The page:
I promised myself that today I’d interview the first person who verbally responds to me. I’ll call it the reverse magnet theory.
Off to find myself a busy corridor I go, once again the Third Street Promenade, Santa Monica, where I put on my smile face and hit the trails.
Chin up and eyes open to the people I walk and it’s a completely different experience than that of the past 365 outings, where I opened my words as well as my eyesight.
The promenade is busy with activity, and it’s quite interesting to take note of the body language responses I receive from a simple smile and head nod.
It is quite remarkable what you can read in the eyes of a person, and for those who engage with me, the range of reactions is full. “Good to know you,” one person nods; “I’m in a hurry… can’t stop to chat,” another shrugs with a grin; “Pervert… go away,” a mother grimaces off as she check her child.
In a way… I am remorsefully surprised that most people do not reach back verbally. Makes me question when we lost our faith in the world around us. It’s not as if I have cornered someone in an alley… or threatened them… or have an apparent objective (i.e., the guy holding the sign that reads, “Jokes $1.00”).
There are countless people as well as police presence all around and I am doing all that I can to keep my posture non-threatening and receptive. Who know maybe I look pathetically out-of-place or like a stalker, but in clean jeans, and a conservative shirt, I think I blend in pretty well.
I’m not trying to make any grand point of discussion with the above observation, just a feeling in my gut has asked me to write of this finding for whatever it will become.
Really I’m quite blown away, forty-five minutes and no hello’s, how are you’s or good day’s at all. When as I ready to begin to speak, “Hello, how are you!” comes at me from the right.
Laughing, I reply, “I’m tired.”
I never say why I’m tired, that being of the energy expense of receiving now countless non-verbal rejections. I’m just happy to finally be engaging with another human, even though I know she is just doing her job of bringing attention to the café that has hired her to draw customers in.
As we talk two young ladies settle on the street side menu next to us. My still stranger engages with them. “Where are you from?” she asks. There is an honesty to this girl and I am wondering what gives her this special radiance.
“I’m from Boston” one replies, “I’m from Minneapolis” the other smiles. All of a sudden I find myself vicariously center to a conversation of weather, city comparisons and other simple safe talk.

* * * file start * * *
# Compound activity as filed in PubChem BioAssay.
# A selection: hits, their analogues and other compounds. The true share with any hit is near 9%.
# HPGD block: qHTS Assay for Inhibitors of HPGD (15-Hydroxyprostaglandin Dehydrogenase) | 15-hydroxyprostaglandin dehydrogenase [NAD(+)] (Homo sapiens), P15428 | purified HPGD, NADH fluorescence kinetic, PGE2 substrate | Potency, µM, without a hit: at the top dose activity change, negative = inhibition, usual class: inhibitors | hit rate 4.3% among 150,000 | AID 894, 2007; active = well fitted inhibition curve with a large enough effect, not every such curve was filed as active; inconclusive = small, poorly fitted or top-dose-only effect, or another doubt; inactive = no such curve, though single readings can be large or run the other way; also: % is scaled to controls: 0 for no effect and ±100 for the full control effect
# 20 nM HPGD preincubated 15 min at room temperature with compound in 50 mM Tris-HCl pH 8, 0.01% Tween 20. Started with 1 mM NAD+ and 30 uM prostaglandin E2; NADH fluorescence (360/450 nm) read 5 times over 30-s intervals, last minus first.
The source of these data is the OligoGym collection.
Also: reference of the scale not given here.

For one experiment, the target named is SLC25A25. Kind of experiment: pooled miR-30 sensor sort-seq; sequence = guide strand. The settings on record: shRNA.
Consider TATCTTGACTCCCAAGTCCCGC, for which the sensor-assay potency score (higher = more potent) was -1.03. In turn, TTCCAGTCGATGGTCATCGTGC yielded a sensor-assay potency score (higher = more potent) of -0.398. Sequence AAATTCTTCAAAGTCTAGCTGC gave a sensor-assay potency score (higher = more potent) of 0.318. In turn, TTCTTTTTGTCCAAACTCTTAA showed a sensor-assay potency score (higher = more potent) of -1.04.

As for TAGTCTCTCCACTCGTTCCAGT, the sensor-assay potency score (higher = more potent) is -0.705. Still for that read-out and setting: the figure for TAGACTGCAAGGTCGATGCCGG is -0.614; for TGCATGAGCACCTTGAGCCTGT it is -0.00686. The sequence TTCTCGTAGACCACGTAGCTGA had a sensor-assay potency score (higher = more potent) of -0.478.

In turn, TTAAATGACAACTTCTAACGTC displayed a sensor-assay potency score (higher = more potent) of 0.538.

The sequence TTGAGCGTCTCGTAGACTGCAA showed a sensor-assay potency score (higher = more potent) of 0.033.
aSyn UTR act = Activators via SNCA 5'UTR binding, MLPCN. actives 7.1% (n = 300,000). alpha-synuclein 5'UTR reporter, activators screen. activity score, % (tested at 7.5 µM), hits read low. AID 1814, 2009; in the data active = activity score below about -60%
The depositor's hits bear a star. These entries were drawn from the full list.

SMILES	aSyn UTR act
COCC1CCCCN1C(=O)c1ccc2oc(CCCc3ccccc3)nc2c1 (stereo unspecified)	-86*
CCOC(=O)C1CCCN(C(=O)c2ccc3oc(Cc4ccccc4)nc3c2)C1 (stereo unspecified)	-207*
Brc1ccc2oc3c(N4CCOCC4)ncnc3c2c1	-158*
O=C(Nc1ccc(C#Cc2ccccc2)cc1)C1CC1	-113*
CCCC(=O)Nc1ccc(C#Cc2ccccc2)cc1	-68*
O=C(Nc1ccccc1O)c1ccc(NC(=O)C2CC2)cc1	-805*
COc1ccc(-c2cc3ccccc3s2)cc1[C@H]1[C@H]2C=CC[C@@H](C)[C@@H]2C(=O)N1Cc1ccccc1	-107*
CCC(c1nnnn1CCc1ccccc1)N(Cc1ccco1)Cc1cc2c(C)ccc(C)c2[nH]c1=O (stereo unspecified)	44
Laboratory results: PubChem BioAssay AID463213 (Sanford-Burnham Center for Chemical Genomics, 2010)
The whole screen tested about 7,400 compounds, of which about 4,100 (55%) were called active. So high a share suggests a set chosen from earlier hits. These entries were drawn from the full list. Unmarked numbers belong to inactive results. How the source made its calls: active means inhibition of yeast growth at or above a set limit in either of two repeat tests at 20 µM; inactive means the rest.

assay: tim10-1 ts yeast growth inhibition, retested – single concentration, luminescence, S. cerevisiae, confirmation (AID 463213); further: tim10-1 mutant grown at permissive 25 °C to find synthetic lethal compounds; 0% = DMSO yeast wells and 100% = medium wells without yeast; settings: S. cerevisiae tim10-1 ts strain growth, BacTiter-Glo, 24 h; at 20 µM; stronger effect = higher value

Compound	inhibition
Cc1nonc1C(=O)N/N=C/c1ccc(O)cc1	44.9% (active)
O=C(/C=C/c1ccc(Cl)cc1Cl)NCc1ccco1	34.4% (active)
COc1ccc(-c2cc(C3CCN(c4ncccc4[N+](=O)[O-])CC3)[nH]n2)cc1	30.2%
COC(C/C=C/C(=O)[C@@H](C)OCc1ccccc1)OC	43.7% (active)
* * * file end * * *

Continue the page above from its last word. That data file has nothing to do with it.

“Here is my opportunity,” I think. And grabbing my 365 business cards, I find a moment to introduce my project. “Perhaps, my tourist strangers will step up and tell me of their cities in joining 365,” I convince myself.
They nod their head with a smile, and intently listen to my description of the project, “We’ll check it out,” they engage as they depart leaving my café promoting friend and I alone in continuing the conversation.
“I’d love to be in it,” says my radiant companion of the scene, stranger now turned friend, Irina, who reveals the key to her presence, “Stay in the present, we spend too much time worrying about the future and carrying on in the past.”
More people walk by, and as we talk, Irina manages to keep focus in engaging with all those who pass by. That’s her job… Right?
I just watch and listen. Now there are many who can deliver a line, but Irina is not one of those people. What Irina delivers is sincerity. “Stay in the moment and don’t worry,” she says and it is apparent that is how she manages her life.
And in doing so it is acutely obvious that even though this is her job, Irina has found a balance of compassion and professionalism in truly using her employment to better know the people around her; I am impressed by her balance of work and self.
Have you ever had a friend that no matter how you are feeling, their aura helps you feel better about yourself? I barely know Irina, yet I’m pretty convinced that Irina is one of those people.
“This may sound cliché,” Irina says in forecasting her next statement. “We need to start working at peace, not so much about world peace, but the people on an individual level. There is too much personal fighting and not getting along.”
World peace, maybe a bit cliché, but where Irina directs the basis of her thought is very astute. Month back, we had a friend advice, “I’d rather see a lot of people doing small acts of kindness and good works than to see one great effort of one.”
Irina seconds that charge in suggesting that we work to resolve any part of our life’s or actions that out of accord.
“There is too much personal fighting and not getting along.” Yes… It is a very youthful call out. But as in yesterday’s entry, where we featured the works of Sir Ken Robinson and the, again not so cliché, words of young friend Heather, we must consider the thoughts of youth as powerful motivators.
Sir Robinson talks of the genius that children demonstrate; a genius that is not only academic, but a genius that allows for collaboration and an ability to coexist. Might we consider that as we age, we hold tightly to our youthful perspective of humanity; and for those of us who have lived to see it diminish, may we reignite the flame of optimism?
Those of us who are life weary might argue, “But that is to difficult, I’m too wounded, life is just not that way, grow up, or simply, the world is way to screwed up to matter anymore.”
“We need to start working at peace, not so much about world peace, but the people on an individual level,” Irina inspires.
Peace on an individual level. Whatever we may debate on the issue, Irina counters with a last bit of council, “And we underestimate the power of apology.”
Out of the mouth of babes, my friends.
Shall we all hang closely to our youthful thoughts!
Irina, thank you for the hello, you are making the world a better place!